Familiar Ways

“Yet as he walked up the familiar ways, the streets remembered themselves in his mind.” – Sebastian Faulks, Birdsong

As much as I truly do love travelling alone, every single time I have fallen in love with somewhere on one of my solo trips, I have almost immediately felt an intense desire to share it with not any one person in particular but with every person in my life. This is different from the feeling I have when dreaming up a new trip – usually these visions involve a specific person or set of people (ex: I would love to visit the South of France with my Mom and Sister – Mum was an au pair there at one time). But once I have gone past the dream and really fallen for a place, I just want everyone and their dog to see it, experience it, and (hopefully) love it… as I did.

I could go on and on about the many (and I mean an absurd amount) of places I think everyone should see, and perhaps this blog will get to all those places eventually. But for now, in keeping with the narrative already established, I’ll settle with talking about one little village that has found a distinctly dear place in my heart.

Nestled at the base of the famous (infamous?) Cliffs of Moher on Ireland’s rough western coast is a teeny tiny village called Doolin. And it is one of the most heartwarmingly lovely places I have ever visited.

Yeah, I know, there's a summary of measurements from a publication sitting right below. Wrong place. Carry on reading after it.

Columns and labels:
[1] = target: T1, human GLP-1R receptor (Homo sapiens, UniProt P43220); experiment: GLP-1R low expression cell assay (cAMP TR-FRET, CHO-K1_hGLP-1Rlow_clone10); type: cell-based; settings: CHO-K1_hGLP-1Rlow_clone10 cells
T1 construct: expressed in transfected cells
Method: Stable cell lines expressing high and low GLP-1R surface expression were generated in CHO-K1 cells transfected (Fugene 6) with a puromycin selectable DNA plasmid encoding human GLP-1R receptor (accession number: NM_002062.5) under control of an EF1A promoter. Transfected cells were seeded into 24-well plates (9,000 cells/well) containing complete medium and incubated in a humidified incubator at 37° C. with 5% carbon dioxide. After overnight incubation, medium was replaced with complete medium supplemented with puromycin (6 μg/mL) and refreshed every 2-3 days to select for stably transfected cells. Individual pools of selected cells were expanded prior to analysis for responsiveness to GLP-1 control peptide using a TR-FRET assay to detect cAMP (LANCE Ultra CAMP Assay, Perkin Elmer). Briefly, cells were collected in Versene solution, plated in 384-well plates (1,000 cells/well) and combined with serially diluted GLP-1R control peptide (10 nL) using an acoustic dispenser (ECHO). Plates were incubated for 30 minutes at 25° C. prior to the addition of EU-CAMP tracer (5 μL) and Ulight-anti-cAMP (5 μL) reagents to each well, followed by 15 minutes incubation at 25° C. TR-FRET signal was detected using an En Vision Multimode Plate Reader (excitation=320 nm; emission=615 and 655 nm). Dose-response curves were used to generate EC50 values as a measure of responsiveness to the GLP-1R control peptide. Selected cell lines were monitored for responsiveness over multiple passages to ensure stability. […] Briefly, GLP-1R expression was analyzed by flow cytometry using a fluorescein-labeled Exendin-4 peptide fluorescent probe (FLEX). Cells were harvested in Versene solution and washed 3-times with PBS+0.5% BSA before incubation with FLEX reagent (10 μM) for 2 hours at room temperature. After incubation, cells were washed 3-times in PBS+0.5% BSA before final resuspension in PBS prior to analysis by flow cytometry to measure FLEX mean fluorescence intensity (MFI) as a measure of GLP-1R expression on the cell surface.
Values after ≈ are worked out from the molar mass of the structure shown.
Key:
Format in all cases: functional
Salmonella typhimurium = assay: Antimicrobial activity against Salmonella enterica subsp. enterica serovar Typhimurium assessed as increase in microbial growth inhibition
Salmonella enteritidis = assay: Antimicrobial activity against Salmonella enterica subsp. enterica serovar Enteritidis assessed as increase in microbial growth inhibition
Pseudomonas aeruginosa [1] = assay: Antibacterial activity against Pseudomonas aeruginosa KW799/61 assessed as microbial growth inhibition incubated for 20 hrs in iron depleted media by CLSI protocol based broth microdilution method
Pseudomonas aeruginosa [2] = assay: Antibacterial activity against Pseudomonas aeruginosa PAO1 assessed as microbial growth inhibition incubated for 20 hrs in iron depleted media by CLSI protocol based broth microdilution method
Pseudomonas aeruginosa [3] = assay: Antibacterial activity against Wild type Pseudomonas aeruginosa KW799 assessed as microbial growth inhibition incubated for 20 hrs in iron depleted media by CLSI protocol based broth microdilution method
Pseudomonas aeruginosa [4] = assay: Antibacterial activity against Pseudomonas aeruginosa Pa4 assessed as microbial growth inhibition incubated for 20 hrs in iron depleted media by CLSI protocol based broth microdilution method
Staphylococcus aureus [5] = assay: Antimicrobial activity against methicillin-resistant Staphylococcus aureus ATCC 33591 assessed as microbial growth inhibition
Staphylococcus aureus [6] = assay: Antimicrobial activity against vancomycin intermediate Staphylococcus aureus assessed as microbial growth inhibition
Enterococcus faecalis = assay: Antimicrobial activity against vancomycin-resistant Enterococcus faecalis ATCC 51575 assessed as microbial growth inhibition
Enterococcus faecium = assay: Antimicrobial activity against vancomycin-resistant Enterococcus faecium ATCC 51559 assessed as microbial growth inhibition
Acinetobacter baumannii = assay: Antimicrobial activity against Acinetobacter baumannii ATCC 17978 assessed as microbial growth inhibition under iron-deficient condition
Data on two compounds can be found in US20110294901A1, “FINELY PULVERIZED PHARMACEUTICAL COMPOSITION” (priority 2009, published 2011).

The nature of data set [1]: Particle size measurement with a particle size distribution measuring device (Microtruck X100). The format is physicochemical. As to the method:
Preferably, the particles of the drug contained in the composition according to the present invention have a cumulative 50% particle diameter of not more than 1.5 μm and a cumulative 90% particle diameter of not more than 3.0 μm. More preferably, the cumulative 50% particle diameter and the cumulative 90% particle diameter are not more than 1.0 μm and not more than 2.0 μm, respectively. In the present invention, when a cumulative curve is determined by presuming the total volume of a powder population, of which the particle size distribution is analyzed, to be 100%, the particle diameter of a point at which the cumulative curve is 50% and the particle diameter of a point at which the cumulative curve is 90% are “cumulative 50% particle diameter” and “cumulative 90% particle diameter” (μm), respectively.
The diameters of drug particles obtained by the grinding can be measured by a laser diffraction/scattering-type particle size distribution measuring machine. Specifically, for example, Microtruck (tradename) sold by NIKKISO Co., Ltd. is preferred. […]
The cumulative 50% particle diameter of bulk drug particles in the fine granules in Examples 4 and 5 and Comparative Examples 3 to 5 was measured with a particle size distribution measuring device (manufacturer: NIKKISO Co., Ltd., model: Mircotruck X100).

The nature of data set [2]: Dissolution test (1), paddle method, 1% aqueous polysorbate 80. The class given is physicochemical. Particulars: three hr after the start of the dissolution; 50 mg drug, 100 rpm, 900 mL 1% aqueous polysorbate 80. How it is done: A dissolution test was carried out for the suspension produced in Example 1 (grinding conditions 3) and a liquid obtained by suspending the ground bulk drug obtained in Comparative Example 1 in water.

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A view of the main road in Doolin from the path to the Cliffs of Moher.

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History Written and Rewritten

History, “(must) first ‘die’ in the heads, hearts, and bodies of the affected, before it can rise as knowledge like a phoenix out of the ashes of experience.”

-Aleida Assmann as quoted by Alexander von Plato

This post is about a week and a half in the making and was inspired by those very same academic readings that actually kept me from writing it for so long. 

Paris at Night
Beautiful Historic Paris at Night – A city that has risen from literal ashes time and time again.

But getting back to this wonderful turn of phrase, the image of history as knowledge rising from the ashes like a phoenix admittedly got my heart racing a little and immediately set me down the never-ending path of the perpetual question from those perplexed people whose pulses do not quicken when they read an historical passage (or, apparently, for super nerds – read a passage about the passage of history…).

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